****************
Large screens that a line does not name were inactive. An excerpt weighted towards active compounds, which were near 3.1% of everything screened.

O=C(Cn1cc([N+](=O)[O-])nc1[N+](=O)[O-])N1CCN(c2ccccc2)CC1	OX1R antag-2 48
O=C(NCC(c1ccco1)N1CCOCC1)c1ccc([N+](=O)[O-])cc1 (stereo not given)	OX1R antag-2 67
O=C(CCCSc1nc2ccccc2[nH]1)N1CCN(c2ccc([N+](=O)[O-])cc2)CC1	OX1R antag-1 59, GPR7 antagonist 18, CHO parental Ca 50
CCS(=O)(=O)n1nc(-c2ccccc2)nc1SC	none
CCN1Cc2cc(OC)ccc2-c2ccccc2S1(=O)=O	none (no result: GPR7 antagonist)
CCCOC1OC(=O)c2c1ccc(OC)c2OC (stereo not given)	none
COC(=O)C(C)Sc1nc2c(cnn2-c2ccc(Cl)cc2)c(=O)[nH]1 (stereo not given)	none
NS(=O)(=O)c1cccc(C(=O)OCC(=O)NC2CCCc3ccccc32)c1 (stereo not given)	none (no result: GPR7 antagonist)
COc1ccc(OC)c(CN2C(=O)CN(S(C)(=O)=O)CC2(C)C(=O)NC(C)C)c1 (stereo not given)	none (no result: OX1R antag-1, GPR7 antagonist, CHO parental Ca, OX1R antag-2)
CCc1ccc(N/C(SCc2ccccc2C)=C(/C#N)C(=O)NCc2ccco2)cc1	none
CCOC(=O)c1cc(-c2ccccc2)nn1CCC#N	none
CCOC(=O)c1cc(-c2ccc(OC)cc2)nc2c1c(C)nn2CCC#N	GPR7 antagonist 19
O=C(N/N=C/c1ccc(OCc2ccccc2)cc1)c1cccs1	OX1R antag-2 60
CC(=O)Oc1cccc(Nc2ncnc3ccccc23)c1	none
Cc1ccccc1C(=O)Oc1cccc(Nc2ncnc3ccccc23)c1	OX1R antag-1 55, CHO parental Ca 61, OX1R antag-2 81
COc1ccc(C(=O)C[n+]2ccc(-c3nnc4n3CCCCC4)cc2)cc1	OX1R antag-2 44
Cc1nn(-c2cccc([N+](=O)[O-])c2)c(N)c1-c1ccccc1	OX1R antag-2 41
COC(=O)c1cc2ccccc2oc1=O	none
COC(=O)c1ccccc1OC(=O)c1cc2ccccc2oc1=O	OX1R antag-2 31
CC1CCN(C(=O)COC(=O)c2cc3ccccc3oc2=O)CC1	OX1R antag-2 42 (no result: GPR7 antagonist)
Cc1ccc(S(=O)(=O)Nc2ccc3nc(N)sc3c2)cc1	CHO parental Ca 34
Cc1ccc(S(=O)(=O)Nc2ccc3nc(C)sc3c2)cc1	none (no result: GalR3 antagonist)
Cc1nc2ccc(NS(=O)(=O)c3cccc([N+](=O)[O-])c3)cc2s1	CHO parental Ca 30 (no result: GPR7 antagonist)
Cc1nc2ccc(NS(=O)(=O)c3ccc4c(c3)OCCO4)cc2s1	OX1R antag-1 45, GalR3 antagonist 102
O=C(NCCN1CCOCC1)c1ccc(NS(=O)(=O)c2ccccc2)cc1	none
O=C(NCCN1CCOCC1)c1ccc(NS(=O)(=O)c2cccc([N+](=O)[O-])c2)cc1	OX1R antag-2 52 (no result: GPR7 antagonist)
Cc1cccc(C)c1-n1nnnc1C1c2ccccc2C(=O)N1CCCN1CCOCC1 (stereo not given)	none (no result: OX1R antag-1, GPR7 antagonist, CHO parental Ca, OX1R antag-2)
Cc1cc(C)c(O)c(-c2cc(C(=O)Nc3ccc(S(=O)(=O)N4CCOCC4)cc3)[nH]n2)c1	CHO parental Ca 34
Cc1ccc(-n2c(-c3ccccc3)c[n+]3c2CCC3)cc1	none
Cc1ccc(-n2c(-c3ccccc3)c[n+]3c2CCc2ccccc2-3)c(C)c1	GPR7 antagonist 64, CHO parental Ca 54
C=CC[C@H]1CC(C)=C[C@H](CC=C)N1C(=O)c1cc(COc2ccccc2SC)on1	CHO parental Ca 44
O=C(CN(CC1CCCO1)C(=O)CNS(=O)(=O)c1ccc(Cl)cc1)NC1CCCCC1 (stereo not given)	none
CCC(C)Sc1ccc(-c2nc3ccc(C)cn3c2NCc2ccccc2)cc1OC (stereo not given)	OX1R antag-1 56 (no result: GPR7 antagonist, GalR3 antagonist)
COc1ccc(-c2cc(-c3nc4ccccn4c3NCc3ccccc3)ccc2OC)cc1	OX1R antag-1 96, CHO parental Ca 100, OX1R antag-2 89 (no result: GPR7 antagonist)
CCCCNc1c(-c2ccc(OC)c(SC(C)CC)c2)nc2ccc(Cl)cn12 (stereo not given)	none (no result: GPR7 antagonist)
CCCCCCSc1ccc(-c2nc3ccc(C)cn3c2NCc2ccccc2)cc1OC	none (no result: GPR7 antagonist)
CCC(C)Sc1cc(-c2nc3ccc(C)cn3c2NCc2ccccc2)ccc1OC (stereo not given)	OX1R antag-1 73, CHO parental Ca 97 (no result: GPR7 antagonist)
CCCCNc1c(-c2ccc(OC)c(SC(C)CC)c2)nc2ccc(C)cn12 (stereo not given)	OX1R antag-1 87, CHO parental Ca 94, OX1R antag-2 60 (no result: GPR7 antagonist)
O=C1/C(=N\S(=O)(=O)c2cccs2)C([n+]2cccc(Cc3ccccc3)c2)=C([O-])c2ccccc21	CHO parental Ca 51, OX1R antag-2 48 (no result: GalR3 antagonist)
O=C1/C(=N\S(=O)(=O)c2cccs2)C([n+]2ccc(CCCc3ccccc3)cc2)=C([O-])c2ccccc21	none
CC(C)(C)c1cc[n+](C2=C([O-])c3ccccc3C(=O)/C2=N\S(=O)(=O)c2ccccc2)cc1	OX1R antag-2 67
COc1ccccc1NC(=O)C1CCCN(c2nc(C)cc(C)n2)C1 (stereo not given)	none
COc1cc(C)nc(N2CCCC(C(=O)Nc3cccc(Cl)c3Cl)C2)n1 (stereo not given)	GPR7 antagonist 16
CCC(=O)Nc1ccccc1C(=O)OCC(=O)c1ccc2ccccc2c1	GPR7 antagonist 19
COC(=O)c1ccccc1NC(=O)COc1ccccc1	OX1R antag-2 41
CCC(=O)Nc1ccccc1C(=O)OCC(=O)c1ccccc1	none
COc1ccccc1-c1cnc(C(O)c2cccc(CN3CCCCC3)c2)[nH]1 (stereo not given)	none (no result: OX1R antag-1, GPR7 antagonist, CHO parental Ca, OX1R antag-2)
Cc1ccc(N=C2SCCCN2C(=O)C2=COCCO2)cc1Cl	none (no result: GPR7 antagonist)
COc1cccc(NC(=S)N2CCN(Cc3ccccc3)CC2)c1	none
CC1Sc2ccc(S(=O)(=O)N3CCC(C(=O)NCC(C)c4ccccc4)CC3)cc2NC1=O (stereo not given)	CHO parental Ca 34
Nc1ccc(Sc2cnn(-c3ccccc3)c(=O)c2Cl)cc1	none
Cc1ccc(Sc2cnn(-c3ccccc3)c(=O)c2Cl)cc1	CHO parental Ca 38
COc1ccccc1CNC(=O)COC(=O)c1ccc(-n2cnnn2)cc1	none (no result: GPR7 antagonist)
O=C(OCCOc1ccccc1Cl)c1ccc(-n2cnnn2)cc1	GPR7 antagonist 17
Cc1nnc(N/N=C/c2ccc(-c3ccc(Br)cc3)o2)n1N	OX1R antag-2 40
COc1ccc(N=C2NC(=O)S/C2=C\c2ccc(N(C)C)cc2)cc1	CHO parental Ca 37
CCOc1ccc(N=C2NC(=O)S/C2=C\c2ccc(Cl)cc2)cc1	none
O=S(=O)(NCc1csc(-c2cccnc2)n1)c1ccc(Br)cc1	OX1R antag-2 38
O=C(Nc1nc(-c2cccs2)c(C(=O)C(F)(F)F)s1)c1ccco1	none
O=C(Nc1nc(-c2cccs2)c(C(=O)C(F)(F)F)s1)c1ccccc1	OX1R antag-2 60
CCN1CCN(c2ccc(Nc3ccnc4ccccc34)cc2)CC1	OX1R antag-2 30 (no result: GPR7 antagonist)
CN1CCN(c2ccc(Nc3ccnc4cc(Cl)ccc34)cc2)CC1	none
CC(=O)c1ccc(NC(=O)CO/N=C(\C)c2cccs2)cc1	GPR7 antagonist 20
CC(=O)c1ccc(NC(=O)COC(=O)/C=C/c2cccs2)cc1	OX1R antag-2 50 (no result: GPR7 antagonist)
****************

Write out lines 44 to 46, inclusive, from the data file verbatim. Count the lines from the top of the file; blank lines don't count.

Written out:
COc1cc(C)nc(N2CCCC(C(=O)Nc3cccc(Cl)c3Cl)C2)n1 (stereo not given)	GPR7 antagonist 16
CCC(=O)Nc1ccccc1C(=O)OCC(=O)c1ccc2ccccc2c1	GPR7 antagonist 19
COC(=O)c1ccccc1NC(=O)COc1ccccc1	OX1R antag-2 41